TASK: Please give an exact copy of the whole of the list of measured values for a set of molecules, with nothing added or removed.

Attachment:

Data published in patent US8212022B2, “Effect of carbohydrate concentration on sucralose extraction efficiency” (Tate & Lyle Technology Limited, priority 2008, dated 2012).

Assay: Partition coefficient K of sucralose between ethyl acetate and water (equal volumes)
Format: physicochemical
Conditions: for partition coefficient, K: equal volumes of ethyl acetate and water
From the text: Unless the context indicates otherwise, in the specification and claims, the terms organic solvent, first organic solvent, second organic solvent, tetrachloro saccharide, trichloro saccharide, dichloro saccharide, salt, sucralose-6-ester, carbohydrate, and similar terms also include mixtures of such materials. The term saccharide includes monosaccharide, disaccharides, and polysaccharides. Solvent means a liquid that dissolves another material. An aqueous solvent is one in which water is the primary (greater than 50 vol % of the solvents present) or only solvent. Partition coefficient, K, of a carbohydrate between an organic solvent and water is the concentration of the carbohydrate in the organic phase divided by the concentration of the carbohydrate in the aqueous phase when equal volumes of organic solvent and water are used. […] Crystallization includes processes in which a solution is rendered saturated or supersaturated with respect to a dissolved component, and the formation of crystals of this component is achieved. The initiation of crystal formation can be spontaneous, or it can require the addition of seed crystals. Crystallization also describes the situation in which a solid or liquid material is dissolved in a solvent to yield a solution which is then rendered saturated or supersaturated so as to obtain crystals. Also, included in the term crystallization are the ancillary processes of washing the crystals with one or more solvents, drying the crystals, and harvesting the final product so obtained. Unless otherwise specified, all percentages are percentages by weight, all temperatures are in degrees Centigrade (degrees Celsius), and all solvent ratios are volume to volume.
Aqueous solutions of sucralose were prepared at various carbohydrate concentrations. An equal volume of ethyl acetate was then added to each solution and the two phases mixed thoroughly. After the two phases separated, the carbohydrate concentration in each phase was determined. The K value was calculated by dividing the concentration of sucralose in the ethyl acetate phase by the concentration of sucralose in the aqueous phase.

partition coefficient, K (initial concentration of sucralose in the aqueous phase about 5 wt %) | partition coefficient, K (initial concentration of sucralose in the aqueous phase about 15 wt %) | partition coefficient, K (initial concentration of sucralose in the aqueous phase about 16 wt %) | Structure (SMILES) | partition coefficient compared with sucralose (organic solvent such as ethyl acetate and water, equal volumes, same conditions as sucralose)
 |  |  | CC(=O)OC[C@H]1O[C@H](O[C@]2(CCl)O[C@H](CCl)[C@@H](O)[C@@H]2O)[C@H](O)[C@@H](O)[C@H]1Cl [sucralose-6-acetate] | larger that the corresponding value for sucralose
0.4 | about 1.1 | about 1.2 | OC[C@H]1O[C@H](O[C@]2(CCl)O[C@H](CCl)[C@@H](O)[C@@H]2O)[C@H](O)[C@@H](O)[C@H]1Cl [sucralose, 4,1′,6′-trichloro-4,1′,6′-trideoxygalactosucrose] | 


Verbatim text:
Data published in patent US8212022B2, “Effect of carbohydrate concentration on sucralose extraction efficiency” (Tate & Lyle Technology Limited, priority 2008, dated 2012).

Assay: Partition coefficient K of sucralose between ethyl acetate and water (equal volumes)
Format: physicochemical
Conditions: for partition coefficient, K: equal volumes of ethyl acetate and water
From the text: Unless the context indicates otherwise, in the specification and claims, the terms organic solvent, first organic solvent, second organic solvent, tetrachloro saccharide, trichloro saccharide, dichloro saccharide, salt, sucralose-6-ester, carbohydrate, and similar terms also include mixtures of such materials. The term saccharide includes monosaccharide, disaccharides, and polysaccharides. Solvent means a liquid that dissolves another material. An aqueous solvent is one in which water is the primary (greater than 50 vol % of the solvents present) or only solvent. Partition coefficient, K, of a carbohydrate between an organic solvent and water is the concentration of the carbohydrate in the organic phase divided by the concentration of the carbohydrate in the aqueous phase when equal volumes of organic solvent and water are used. […] Crystallization includes processes in which a solution is rendered saturated or supersaturated with respect to a dissolved component, and the formation of crystals of this component is achieved. The initiation of crystal formation can be spontaneous, or it can require the addition of seed crystals. Crystallization also describes the situation in which a solid or liquid material is dissolved in a solvent to yield a solution which is then rendered saturated or supersaturated so as to obtain crystals. Also, included in the term crystallization are the ancillary processes of washing the crystals with one or more solvents, drying the crystals, and harvesting the final product so obtained. Unless otherwise specified, all percentages are percentages by weight, all temperatures are in degrees Centigrade (degrees Celsius), and all solvent ratios are volume to volume.
Aqueous solutions of sucralose were prepared at various carbohydrate concentrations. An equal volume of ethyl acetate was then added to each solution and the two phases mixed thoroughly. After the two phases separated, the carbohydrate concentration in each phase was determined. The K value was calculated by dividing the concentration of sucralose in the ethyl acetate phase by the concentration of sucralose in the aqueous phase.

partition coefficient, K (initial concentration of sucralose in the aqueous phase about 5 wt %) | partition coefficient, K (initial concentration of sucralose in the aqueous phase about 15 wt %) | partition coefficient, K (initial concentration of sucralose in the aqueous phase about 16 wt %) | Structure (SMILES) | partition coefficient compared with sucralose (organic solvent such as ethyl acetate and water, equal volumes, same conditions as sucralose)
 |  |  | CC(=O)OC[C@H]1O[C@H](O[C@]2(CCl)O[C@H](CCl)[C@@H](O)[C@@H]2O)[C@H](O)[C@@H](O)[C@H]1Cl [sucralose-6-acetate] | larger that the corresponding value for sucralose
0.4 | about 1.1 | about 1.2 | OC[C@H]1O[C@H](O[C@]2(CCl)O[C@H](CCl)[C@@H](O)[C@@H]2O)[C@H](O)[C@@H](O)[C@H]1Cl [sucralose, 4,1′,6′-trichloro-4,1′,6′-trideoxygalactosucrose] | 